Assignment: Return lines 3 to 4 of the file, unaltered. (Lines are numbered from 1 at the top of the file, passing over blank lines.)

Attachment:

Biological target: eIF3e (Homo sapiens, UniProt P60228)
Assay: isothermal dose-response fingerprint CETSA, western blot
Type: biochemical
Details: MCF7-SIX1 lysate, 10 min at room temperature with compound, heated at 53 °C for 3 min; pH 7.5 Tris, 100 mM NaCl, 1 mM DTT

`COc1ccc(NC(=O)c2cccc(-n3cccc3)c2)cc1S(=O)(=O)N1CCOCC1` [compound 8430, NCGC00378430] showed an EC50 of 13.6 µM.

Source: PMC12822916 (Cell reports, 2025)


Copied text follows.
Type: biochemical
Details: MCF7-SIX1 lysate, 10 min at room temperature with compound, heated at 53 °C for 3 min; pH 7.5 Tris, 100 mM NaCl, 1 mM DTT